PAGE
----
Shah: Absolutely, it can be. People want their independence back, and being able to drive is often crucial to feeling independent: You don't want to be relying on family and friends to be driving you wherever you need to go all the time.
If a person is missing the right leg, however, he or she may not be comfortable driving a car with a prosthesis. What we can do is have an accelerator put on the left side, so the patient learns to drive with the left foot, or install hand controls so the person can drive with his or her hands instead of feet.
Q: You see all kinds of innovative prosthetics today, such as the blade some runners use. How have prosthetics evolved over the past few decades?
Mowrer: In the past 10 years, we've gone through a real renaissance in prosthetic technology. One of the biggest advances is prosthetic feet with adjustable heel-height.
Previously, for all prosthetics, the ankles were fixed. So if the height of the prosthesis was set to accommodate a shoe and you took off your shoe or changed into a higher or lower shoe, the height of the prosthetic would be off and it would completely change the way you walked. With the adjustable heel-height, you can go back and forth between barefoot, flat shoes and high heels; you simply adjust the prosthesis accordingly.
And the hottest thing, technology-wise, is that we're starting to work on "smart prosthetics," where we're putting in on-board microprocessors for the ankle and knee. The goal is to transition into the idea of a more truly bionic leg.
Right now prosthetics are passive, meaning you have to teach patients how to walk with a certain pattern based on how the prosthetic is going to respond to each movement. But there's a lot of research going on to try to make that connection between the patient's brain and the prosthesis so the patient can control the prosthetic leg just like they used to control their own leg. That's the next big innovation.
Q: What do you offer for amputees who don't want prosthetics?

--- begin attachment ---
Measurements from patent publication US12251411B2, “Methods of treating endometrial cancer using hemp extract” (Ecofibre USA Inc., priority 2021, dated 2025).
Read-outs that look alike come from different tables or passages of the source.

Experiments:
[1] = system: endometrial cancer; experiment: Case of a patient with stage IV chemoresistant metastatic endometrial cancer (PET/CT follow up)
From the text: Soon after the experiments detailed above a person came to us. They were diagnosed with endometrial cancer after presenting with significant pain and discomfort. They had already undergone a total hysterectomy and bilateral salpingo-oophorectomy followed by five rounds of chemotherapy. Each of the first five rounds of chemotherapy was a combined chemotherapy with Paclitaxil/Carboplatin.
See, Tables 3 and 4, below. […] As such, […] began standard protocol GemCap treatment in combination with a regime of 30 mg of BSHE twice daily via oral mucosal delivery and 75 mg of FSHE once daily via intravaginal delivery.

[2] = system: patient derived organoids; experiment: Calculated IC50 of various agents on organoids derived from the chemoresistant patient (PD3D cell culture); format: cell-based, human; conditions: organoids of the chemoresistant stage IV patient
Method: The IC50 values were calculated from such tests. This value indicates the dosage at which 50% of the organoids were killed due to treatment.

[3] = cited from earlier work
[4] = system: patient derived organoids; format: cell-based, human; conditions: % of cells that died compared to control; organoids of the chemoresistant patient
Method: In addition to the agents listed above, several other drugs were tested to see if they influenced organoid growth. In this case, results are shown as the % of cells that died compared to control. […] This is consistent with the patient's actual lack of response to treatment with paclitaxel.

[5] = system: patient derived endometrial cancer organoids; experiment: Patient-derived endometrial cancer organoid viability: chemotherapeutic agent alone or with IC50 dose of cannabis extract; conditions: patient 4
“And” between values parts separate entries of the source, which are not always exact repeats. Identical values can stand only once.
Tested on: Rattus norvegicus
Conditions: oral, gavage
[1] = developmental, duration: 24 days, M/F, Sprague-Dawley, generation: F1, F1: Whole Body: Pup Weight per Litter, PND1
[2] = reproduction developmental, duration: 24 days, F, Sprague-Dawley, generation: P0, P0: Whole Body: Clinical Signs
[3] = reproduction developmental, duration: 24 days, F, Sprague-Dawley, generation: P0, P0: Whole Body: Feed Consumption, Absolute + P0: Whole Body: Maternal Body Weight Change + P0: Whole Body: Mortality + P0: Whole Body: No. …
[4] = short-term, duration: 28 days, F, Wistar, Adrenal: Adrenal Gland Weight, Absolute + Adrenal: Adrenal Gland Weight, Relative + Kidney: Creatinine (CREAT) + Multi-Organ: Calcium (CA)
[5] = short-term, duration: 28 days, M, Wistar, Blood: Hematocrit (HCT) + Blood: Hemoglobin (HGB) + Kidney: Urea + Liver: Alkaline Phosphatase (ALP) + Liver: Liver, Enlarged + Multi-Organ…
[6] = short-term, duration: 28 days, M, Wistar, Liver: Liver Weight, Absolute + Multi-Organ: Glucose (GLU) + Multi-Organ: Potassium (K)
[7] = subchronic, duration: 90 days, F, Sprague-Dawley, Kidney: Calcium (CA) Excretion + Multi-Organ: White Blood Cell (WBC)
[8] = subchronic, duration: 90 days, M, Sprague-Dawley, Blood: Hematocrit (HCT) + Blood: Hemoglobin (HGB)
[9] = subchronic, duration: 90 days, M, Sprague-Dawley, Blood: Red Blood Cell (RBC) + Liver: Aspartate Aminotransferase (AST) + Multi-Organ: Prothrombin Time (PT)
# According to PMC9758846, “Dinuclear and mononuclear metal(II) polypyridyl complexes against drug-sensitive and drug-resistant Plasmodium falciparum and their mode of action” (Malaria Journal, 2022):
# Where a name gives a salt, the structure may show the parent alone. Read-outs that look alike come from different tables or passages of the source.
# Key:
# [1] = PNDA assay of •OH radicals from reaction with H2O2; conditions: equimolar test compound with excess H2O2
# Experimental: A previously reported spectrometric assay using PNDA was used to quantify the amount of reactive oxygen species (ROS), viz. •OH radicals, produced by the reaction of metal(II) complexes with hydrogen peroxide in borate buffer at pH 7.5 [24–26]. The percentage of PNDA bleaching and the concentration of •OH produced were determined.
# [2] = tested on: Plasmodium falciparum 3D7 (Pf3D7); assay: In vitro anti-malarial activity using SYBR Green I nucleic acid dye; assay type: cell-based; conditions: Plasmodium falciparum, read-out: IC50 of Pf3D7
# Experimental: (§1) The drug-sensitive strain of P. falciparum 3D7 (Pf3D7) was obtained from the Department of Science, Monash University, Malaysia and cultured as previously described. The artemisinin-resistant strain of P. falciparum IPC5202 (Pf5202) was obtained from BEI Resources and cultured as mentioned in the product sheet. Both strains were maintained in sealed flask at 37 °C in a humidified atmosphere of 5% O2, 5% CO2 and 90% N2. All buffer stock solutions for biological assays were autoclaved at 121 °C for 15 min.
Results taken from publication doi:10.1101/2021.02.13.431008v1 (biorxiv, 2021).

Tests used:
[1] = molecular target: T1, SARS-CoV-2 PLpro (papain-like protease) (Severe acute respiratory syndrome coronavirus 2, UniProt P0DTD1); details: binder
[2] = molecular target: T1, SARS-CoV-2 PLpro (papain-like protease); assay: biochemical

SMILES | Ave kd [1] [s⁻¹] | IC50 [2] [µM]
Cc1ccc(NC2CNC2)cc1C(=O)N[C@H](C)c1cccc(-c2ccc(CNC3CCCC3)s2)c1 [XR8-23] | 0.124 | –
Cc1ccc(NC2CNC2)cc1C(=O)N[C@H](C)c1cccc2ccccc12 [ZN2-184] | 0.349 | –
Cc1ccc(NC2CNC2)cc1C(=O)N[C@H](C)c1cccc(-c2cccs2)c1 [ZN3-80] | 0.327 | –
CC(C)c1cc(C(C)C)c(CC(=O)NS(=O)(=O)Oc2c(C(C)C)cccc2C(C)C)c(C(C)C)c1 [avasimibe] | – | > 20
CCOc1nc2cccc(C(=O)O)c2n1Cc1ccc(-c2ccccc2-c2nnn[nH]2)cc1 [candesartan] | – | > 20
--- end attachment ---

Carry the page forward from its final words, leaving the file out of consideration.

Shah: It's important to get to know what the patient wants and to respect his or her wishes, and not every patient wants a prosthetic.
Our team at the clinic will still come up with a comprehensive plan for them. They're going to need modifications to their wheelchairs. They may still need a compression shrinker sock (a tight, elastic stocking) to reduce swelling in their stumps. And there are still things we want to do therapeutically to their legs to prevent pain and keep them comfortable.
In addition to the amputation and prosthetics clinic, we offer a wheelchair clinic in seating and positioning at Rush. We see everyone from toddlers to older adults. Patients can come in for a new evaluation for an appropriate mobility device, or if they have an existing wheelchair that's not appropriate for them or is broken.
We look for skin breakdown and ensure that the patient is not in pain or feeling uncomfortable. We also make sure the wheelchair fits in the patient's house, because if the patient can’t use the wheelchair, there's no point in having it.
Mowrer: Our goal for patients in wheelchairs is the same as for those with prosthetics: to help restore their lifestyles — as much as possible — to where they were pre-amputation.
In many cases, we have patients who get to the point where they’re even more active and more involved than before they lost their limb. They come to accept losing limbs as part of their identities and move on to open new chapters in their lives.